True hermaphroditism, sometimes referred to as ovotesticular disorder, is an intersex condition in which an individual is born with ovarian and testicular tissue. Commonly one or both gonads is an ovotestis containing both types of tissue. Ovotesticular disorders are a family of disorders which includes true hermaphroditism.
Although similar in some ways to mixed gonadal dysgenesis, the conditions can be distinguished histologically.
External genitalia are often ambiguous, the degree depending mainly on the amount of testosterone produced by the testicular tissue between 8 and 16 weeks of gestation.
There are several ways in which this may occur.
- It can be caused by the division of one ovum, followed by fertilization of each haploid ovum and fusion of the two zygotes early in development.
- Alternately, an ovum can be fertilized by two sperm followed by trisomic rescue in one or more daughter cells.
- Two ova fertilized by two sperm cells will occasionally fuse to form a tetragametic chimera. If one male zygote and one female zygote fuse.
- It can be associated with a mutation in the SRY gene.
Encountered karyotypes include 46XX/46XY, or 46XX/47XXY or XX & XY with SRY mutations, mixed chromosomal anomalies or hormone deficiency/excess disorders, 47XXY, and various degrees of mosaicism of these and a variety of others. The 3 primary karyotypes for true hermaphroditism are XX with genetic anomalies (55-70% of cases), XX/XY (20-30% of cases) & XY (5-15% of cases) with the remainder being a variety of other chromosomal anomalies and mosaicisms.
Estimated frequency of ovotestes is one in 83,000 births (0.0012%).
The exact number on confirmed cases is difficult but by 1991 approximately 500 cases have been confirmed.
There are extremely rare cases of fertility in "truly hermaphroditic" humans. These individuals typically have functional ovarian tissue, but underdeveloped testes that are unable to engage in spermatogenesis. As a result, these individuals are fertile, but not auto-fertile.
There is evidence that 50% of individuals with ovotestes can go through ovulation but spermatogenesis is rare.
Spermatogenesis has been documented in 12% of cases.
There is a hypothetical scenario, though, in which it could be possible for a human to self fertilize. If a human chimera is formed from a male and female zygote fusing into a single embryo, giving an individual functional gonadal tissue of both types, such a self-fertilization is feasible. Indeed, it is known to occur in non-human species where hermaphroditic animals are common, including some mammals. However, no such case of functional self-fertilization has ever been documented in humans.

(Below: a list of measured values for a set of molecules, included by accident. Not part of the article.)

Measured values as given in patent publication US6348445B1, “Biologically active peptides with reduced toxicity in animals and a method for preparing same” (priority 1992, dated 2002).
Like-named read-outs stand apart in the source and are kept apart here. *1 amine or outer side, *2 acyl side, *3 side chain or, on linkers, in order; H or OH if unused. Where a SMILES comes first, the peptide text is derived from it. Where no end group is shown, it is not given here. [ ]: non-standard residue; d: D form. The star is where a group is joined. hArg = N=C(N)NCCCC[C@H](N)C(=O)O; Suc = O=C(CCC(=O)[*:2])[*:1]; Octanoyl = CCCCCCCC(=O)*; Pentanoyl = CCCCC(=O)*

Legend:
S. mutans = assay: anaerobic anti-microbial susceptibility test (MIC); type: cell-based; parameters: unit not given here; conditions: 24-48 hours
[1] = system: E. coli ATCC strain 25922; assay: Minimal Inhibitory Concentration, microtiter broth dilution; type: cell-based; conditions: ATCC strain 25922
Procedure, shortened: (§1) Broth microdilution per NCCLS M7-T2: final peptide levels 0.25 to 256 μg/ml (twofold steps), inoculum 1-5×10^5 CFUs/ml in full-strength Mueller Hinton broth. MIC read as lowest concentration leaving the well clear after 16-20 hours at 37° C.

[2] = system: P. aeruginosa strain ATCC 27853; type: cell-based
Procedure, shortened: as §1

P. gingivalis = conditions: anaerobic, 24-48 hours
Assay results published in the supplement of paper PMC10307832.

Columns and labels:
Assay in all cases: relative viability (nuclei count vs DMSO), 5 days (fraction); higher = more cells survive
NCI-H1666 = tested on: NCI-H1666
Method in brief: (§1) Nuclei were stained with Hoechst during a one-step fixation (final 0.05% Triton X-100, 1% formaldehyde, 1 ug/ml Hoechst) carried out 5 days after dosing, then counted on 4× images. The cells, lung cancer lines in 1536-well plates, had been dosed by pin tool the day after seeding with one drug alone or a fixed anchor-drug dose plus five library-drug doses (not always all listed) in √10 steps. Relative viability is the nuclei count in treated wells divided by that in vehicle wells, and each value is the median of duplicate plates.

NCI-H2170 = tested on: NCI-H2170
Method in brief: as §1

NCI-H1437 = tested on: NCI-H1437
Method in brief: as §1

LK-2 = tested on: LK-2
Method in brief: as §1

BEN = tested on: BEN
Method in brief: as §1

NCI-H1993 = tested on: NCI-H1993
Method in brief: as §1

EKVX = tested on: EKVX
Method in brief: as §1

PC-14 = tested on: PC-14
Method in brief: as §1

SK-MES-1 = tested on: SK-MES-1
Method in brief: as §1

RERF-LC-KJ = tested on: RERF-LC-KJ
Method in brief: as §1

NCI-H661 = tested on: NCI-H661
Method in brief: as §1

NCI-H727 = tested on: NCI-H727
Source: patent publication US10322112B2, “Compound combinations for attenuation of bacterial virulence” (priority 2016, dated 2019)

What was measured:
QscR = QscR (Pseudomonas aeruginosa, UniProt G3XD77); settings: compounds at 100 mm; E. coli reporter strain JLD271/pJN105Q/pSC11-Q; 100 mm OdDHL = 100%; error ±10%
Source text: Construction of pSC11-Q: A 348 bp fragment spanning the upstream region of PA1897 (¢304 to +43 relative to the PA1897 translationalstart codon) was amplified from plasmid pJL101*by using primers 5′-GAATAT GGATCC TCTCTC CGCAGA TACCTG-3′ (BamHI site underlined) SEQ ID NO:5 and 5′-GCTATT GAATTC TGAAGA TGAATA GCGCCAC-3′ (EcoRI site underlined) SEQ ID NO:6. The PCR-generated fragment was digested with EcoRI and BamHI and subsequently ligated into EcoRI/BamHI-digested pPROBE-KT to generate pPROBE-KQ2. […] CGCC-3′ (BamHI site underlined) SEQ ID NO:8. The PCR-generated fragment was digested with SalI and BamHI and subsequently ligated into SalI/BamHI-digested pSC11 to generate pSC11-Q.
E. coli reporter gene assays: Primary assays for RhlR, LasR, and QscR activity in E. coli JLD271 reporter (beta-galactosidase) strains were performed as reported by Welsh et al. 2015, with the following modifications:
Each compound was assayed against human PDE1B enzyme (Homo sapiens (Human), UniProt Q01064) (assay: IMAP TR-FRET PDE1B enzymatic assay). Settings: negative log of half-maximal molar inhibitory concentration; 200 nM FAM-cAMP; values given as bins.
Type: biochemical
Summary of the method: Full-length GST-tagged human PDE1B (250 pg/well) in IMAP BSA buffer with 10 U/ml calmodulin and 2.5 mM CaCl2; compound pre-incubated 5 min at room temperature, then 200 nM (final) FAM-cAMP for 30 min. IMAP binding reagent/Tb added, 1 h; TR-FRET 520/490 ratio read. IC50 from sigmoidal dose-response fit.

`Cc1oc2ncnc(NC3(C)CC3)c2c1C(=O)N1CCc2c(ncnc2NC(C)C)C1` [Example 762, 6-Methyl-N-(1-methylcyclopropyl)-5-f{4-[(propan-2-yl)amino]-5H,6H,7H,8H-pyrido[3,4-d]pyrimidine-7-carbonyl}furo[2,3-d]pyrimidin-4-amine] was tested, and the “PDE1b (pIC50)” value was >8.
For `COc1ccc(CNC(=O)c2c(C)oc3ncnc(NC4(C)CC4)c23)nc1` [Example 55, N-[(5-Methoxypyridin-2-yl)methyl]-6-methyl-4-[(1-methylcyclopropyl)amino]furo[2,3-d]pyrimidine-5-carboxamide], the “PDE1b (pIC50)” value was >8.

As of 2010, there have been at least 11 reported cases of fertility in true hermaphrodite humans in the scientific literature, with one case of a person with XY-predominant (96%) mosaic giving birth.
The term derives from the Latin: hermaphroditus, from Ancient Greek: ἑρμαφρόδιτος, romanized: hermaphroditos, which derives from Hermaphroditos ( Ἑρμαϕρόδιτος), the son of Hermes and Aphrodite in Greek mythology. According to Ovid, he fused with the nymph Salmacis resulting in one individual possessing physical traits of both sexes; according to the earlier Diodorus Siculus, he was born with a physical body combining both sexes. The word hermaphrodite entered the English lexicon in the late fourteenth century.
Society and culture
Having ovotesticular disorder of sex development can make one inadmissible for service in the United States Armed Forces.
M.C. v. Aaronson
The U.S. legal case of M.C. v. Aaronson, advanced by intersex civil society organization interACT with the Southern Poverty Law Center was brought before the courts in 2013. The child in the case was born in December 2004 with ovotestes, initially determined as male, but subsequently assigned female and placed in the care of South Carolina Department of Social Services in February 2005. Physicians responsible for M.C. initially concluded that surgery was not urgent or necessary and M.C. had potential to identify as male or female, but, in April 2006, M.C. was subjected to feminizing medical interventions. He was adopted in December 2006. Aged 8 at the time the case was taken, he now identifies as male. The Southern Poverty Law Center state: "In M.C.’s condition, there is no way to tell whether the child will ultimately identify as a boy or a girl. Instead, the doctors decided to assign M.C. female and change his body to fit their stereotype of how a girl should look." The defendant in the case, Dr Ian Aaronson, had written in 2001 that "feminizing genitoplasty on an infant who might eventually identify herself as a boy would be catastrophic".
The defendants sought to dismiss the case and seek a defense of qualified immunity, but these were denied by the District Court for the District of South Carolina. In January 2015, the Court of Appeals for the Fourth Circuit reversed this decision and dismissed the complaint, stating that, "it did not “mean to diminish the severe harm that M.C. claims to have suffered” but that a reasonable official in 2006 did not have fair warning from then-existing precedent that performing sex assignment surgery on sixteen-month-old M.C. violated a clearly established constitutional right." The Court did not rule on whether or not the surgery violated M.C.'s constitutional rights.
State suits were subsequently filed. In July 2017, it was reported that the case had been settled out of court by the Medical University of South Carolina for $440,000. The University denied negligence, but agreed to a "compromise" settlement to avoid "costs of litigation."
- Intersex people and military service in the United States